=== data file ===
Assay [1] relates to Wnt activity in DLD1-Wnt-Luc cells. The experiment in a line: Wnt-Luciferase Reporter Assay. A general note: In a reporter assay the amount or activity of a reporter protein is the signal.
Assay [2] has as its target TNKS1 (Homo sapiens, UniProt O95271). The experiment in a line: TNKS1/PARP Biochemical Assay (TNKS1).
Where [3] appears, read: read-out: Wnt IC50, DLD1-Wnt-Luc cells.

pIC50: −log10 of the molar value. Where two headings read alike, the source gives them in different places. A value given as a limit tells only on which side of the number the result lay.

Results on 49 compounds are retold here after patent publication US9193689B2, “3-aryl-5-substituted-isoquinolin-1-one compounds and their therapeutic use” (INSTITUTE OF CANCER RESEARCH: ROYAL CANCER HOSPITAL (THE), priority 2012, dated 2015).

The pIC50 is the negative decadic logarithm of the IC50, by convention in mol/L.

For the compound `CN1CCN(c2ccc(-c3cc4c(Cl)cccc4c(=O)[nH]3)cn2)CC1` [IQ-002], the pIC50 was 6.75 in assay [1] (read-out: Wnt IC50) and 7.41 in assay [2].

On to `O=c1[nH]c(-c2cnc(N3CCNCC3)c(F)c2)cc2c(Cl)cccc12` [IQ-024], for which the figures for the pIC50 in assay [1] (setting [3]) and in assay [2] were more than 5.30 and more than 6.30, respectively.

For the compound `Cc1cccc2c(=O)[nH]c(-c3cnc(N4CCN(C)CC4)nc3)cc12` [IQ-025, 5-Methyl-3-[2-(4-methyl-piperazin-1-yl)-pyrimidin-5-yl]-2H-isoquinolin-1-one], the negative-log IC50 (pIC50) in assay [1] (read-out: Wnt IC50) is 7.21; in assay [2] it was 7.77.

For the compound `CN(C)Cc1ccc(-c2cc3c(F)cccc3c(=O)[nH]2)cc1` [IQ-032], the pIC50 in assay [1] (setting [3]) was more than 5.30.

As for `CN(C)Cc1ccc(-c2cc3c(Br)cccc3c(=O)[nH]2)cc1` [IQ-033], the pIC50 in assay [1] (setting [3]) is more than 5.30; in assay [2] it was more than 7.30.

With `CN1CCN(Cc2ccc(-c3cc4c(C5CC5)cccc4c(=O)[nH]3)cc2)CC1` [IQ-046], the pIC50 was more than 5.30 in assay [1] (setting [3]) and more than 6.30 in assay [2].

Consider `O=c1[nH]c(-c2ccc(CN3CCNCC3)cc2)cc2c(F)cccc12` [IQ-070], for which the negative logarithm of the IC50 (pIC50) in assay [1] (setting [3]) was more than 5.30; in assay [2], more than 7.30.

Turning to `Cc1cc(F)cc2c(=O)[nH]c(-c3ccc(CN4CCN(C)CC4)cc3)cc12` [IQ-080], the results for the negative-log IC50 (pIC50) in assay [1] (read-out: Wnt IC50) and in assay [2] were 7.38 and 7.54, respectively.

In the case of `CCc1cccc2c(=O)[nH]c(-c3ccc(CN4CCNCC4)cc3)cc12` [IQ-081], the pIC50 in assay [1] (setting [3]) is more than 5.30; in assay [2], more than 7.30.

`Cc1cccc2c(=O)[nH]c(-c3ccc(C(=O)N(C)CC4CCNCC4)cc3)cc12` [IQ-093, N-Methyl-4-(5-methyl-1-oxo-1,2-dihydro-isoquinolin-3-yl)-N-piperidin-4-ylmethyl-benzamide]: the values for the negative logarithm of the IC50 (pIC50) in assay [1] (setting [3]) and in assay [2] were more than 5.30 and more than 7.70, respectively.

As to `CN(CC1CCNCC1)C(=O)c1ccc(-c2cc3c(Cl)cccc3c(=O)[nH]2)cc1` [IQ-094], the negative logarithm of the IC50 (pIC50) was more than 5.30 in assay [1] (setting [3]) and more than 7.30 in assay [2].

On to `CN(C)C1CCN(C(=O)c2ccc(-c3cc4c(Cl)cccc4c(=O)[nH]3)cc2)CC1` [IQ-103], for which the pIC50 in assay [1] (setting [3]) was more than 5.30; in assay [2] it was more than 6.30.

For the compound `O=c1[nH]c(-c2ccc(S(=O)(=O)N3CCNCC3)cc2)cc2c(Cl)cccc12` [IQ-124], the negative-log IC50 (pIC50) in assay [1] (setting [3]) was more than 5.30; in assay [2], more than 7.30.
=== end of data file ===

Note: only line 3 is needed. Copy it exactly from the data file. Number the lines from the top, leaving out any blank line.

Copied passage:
Where [3] appears, read: read-out: Wnt IC50, DLD1-Wnt-Luc cells.